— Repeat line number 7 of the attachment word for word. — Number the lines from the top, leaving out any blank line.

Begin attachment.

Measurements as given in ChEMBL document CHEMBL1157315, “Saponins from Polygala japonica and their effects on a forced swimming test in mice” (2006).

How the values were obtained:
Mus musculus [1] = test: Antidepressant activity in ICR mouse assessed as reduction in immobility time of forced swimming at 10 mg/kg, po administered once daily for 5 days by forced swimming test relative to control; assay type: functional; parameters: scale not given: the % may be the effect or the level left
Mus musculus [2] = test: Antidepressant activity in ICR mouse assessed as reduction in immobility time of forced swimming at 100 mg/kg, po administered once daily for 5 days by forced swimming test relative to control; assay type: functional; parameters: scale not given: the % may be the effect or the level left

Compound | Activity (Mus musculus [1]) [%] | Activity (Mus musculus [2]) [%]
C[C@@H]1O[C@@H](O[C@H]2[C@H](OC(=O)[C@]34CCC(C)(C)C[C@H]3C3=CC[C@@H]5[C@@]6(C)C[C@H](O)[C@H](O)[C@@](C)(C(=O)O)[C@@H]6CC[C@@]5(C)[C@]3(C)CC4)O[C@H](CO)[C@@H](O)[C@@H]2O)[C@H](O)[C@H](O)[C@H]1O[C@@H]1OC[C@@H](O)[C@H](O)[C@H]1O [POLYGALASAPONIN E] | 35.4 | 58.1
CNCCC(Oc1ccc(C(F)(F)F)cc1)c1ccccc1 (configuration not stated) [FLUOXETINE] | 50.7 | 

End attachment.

CNCCC(Oc1ccc(C(F)(F)F)cc1)c1ccccc1 (configuration not stated) [FLUOXETINE] | 50.7 | 